Do agents in high-cost areas close fewer deals?

You will find real estate agents in every market in the country: from the poorest, low-cost area to the highest priced, most ritzy enclave. If the “average agent” in all these markets had roughly the same number of closings per year, that would have some pretty significant implications: the agents in Beverly Hills would be fabulously rich while those working in the inner city would be struggling to feed themselves. And yet, despite the reality TV shows, there doesn’t seem to be this kind of income disparity in agents around the country.

According to the US Bureau of Labor Statistics, the median real estate agent made $47,000 in 2017 (1). Do agents around the country close wildly different dollar volumes or is there a relationship between average sale price and productivity?

We took a look at the average agent productivity (closed sides per agent) in a variety of different geographies and plotted it against the average closed price in that geography. We looked at CBSA (core-based statistical areas – cities with their suburbs), places (cities), counties, and MLS’s. The results give a definitive answer to our question:

There is a direct and obvious relationship between the average closing size and the number of deals an agent does in that market. In fact, the average closed volume per agent is remarkably consistent from market to market in a range of around $1M -$1.4M. Agents in the highest cost market profiled, Boston, closed on average just barely over 1 side per year while those in the lowest cost geography, the Rockford Illinois Area Realtors Association MLS, closed over 8. At the end of the year, those agents closed about the same dollar amount! This suggests that the real estate agent culture in those two places is very different. We’ll explore that in future posts.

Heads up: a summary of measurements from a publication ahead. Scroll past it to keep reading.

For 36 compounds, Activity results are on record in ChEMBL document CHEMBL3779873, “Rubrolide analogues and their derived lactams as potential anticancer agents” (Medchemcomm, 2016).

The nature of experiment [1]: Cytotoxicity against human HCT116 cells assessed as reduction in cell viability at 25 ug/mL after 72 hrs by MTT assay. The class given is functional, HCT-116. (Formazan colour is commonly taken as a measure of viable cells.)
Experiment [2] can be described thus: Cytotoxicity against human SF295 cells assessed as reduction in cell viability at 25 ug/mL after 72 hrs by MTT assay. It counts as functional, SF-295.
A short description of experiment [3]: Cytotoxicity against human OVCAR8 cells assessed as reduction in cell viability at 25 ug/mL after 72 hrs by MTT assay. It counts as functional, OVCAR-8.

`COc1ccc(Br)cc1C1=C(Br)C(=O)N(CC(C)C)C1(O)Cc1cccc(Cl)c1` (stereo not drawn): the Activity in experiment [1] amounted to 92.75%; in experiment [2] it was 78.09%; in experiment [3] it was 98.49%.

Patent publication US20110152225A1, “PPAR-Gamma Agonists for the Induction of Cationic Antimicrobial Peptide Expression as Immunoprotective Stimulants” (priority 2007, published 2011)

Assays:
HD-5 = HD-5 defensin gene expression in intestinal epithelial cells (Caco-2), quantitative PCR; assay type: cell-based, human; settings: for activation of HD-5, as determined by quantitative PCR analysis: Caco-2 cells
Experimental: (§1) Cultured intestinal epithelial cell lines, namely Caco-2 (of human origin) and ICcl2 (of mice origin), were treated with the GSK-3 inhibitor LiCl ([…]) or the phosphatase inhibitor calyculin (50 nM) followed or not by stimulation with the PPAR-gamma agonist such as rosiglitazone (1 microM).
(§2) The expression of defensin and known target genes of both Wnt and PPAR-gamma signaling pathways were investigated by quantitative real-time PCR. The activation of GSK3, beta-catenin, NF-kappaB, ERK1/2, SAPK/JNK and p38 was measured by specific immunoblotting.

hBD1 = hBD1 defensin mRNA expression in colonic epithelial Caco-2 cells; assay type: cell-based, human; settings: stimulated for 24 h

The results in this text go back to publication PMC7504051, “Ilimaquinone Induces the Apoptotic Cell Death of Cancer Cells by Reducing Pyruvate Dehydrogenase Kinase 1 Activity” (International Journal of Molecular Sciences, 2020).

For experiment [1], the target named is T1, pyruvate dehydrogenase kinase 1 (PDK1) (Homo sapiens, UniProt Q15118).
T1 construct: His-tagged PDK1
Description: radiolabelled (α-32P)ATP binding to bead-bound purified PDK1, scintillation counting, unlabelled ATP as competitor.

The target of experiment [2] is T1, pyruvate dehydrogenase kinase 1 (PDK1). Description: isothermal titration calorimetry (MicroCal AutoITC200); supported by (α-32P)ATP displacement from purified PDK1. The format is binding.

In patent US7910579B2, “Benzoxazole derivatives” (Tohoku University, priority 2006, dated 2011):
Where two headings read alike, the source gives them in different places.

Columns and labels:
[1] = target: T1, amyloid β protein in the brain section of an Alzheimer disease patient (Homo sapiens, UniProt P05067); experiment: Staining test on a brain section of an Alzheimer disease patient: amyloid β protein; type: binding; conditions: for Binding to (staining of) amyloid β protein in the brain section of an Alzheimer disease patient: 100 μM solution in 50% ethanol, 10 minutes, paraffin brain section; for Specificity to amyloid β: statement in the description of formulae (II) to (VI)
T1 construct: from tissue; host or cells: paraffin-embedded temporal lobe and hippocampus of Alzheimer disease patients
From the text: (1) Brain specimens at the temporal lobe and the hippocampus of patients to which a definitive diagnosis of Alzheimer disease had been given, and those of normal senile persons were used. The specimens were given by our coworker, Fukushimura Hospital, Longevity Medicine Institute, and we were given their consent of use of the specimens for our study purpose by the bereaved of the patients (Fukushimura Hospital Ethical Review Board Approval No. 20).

The data also suggest to me that the law of supply and demand applies to agents – you pay more for “real estate agent services” you get more “real estate agent services providers”. The barrier to entry in our business is low enough that people will enter the business at a rate sufficient to drive down the productivity number to a minimally sustainable level.

Remember that these are the averages: most full-time professionals will greatly outperform these and most professionally-run companies will insist on a higher threshold to continue working in the business. Nevertheless, the pace of closings for agents is highly dependent on where they work.

(1) Assuming 5.7% commission split at 75/25, 50% to each side, that would imply around $2.2M in production which (in my humble opinion) seems a bit heavy based on the actual numbers. Perhaps many low-producing agents are considered part-time and not counted in the wage survey.